If parents express an interest in making social connections, you may want to offer suggestions, information, or services. Sometimes parents will not identify a lack of social connections or emotional support as an issue. Instead, they may express concern about a child’s behavior problem or their own depression. In addressing the parent’s concerns, you can also provide information about how these needs might be met by connecting with others (e.g., a support group for parents with similar issues). You can also provide general information on how expanding social connections can reduce isolation and support parents.
Consider sharing the following:
Benefits of a broad social network
- Helps ease the burden of parenting
- Models positive social interactions for children and gives children access to other supportive adults
- Provides support in crises
- Offers opportunities to help others
Ways to broaden a social network
- Overcome transportation, child care, and other barriers—for instance, taking a bus or carpool to a play group or joining a babysitting co-op to meet other parents and have occasional child care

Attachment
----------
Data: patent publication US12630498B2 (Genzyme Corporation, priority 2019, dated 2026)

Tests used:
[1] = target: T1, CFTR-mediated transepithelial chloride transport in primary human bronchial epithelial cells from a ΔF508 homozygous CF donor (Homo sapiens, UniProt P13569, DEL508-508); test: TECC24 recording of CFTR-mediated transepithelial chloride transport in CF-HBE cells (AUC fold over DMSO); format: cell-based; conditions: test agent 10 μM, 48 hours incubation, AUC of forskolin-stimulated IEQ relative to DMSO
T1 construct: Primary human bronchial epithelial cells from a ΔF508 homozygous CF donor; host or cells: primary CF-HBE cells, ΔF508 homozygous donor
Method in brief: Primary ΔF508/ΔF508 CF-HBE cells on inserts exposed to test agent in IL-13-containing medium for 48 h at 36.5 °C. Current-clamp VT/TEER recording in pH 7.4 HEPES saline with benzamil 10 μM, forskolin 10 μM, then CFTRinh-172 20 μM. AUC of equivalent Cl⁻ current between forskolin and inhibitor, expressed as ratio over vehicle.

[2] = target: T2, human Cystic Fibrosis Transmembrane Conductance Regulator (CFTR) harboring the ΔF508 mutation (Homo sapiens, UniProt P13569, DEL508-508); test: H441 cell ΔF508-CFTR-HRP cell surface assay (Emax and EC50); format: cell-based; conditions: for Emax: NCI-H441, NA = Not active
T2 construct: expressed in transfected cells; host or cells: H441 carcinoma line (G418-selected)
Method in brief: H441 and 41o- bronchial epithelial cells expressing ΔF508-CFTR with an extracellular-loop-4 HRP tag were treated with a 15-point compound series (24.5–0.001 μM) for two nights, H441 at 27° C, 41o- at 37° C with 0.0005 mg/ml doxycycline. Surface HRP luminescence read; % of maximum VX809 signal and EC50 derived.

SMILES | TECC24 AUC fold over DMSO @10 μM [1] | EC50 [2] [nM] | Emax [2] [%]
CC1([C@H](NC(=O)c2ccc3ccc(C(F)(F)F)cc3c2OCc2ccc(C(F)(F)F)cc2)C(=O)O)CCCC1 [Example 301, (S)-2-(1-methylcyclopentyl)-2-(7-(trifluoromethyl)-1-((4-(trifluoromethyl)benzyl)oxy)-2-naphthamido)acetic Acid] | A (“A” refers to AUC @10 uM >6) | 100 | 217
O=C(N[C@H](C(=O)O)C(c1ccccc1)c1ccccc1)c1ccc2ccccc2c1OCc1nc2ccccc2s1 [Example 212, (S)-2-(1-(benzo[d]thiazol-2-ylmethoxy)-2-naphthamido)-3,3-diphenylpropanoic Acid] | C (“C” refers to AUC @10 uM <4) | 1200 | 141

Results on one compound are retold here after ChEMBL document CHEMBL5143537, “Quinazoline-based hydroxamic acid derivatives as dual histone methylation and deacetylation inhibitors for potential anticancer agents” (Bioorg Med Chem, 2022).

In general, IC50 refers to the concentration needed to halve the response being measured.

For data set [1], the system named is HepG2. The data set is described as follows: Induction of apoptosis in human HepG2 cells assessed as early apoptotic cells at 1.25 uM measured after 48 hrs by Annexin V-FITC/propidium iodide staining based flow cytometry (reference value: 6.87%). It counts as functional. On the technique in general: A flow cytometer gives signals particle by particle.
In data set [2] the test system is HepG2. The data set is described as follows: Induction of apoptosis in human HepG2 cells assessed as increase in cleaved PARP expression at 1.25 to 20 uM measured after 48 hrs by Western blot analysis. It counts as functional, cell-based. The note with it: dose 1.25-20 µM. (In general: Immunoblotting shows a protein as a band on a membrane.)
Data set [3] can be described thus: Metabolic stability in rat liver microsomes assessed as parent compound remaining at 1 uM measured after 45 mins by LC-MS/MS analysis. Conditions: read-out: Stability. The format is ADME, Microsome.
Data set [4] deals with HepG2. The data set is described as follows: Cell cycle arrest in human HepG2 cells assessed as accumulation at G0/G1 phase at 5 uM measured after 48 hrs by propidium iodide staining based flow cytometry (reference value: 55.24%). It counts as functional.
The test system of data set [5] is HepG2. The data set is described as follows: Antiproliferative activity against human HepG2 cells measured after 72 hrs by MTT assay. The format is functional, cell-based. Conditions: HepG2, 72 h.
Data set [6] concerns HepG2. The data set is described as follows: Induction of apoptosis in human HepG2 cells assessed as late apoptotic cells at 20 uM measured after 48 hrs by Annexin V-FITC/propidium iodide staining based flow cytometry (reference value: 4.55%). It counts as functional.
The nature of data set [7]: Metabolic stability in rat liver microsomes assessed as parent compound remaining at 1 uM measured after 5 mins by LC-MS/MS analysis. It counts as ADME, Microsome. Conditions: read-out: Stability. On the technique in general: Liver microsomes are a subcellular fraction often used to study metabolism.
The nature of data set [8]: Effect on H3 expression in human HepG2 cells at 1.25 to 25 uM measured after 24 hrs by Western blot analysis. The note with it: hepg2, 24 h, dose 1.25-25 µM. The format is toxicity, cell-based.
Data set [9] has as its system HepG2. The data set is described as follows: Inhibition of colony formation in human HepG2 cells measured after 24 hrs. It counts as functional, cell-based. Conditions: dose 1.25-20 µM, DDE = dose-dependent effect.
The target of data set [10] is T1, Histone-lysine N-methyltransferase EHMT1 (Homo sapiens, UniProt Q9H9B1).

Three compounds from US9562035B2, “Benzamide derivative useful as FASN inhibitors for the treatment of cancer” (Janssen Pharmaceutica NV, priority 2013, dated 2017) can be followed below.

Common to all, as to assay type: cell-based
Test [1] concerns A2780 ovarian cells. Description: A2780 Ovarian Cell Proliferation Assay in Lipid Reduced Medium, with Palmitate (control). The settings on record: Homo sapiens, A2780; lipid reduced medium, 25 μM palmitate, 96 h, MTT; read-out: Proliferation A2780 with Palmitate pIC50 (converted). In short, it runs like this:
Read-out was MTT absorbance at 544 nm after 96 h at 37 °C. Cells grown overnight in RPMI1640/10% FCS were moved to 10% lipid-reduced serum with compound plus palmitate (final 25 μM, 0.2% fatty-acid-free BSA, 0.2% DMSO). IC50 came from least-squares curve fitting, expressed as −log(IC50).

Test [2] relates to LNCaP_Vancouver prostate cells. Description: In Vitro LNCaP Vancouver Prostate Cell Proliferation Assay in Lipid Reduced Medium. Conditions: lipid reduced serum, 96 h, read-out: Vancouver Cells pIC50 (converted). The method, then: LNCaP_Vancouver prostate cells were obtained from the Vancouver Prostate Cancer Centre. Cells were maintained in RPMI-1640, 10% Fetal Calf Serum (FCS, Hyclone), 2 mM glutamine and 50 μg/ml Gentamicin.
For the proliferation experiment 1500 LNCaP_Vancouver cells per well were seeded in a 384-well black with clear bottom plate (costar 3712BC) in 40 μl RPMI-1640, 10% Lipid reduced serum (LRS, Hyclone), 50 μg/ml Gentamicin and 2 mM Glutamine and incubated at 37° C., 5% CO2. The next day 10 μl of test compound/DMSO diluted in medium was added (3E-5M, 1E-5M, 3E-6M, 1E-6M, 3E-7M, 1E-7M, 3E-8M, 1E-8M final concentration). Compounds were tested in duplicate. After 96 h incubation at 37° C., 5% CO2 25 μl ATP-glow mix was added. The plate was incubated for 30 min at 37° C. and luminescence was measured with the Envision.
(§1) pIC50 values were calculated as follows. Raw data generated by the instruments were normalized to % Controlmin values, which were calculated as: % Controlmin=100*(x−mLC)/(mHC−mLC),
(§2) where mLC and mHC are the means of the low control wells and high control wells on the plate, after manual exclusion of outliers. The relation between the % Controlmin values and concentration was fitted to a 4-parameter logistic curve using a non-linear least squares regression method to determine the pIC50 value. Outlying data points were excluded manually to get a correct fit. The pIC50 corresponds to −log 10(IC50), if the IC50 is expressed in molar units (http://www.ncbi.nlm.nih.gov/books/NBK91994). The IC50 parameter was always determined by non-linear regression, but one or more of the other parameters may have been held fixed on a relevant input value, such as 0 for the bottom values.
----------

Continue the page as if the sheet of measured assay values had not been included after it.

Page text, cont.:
- Access community resources, especially those with which the parent has some experience (a church he or she attended, a Head Start program where the child is enrolled, a cultural center that offers services in the parent’s native language)
- Join a parent’s group or play group in the neighborhood, or start a new group
Some neighborhoods and communities provide ample opportunities for neighbors to come together and friendships to develop. In other cases, agencies and organizations may welcome help in starting groups that bring families together for mutual support. These groups might start as an outgrowth of a widely recognized need in the community, such as new families that have just moved to the area or concerned citizens working against community violence. Community involvement is critical for these groups to be sustained over time. As a service provider, your role might be bringing individuals together (including parents), providing a meeting place, or simply encouraging a community leader to establish a group to meet a particular need.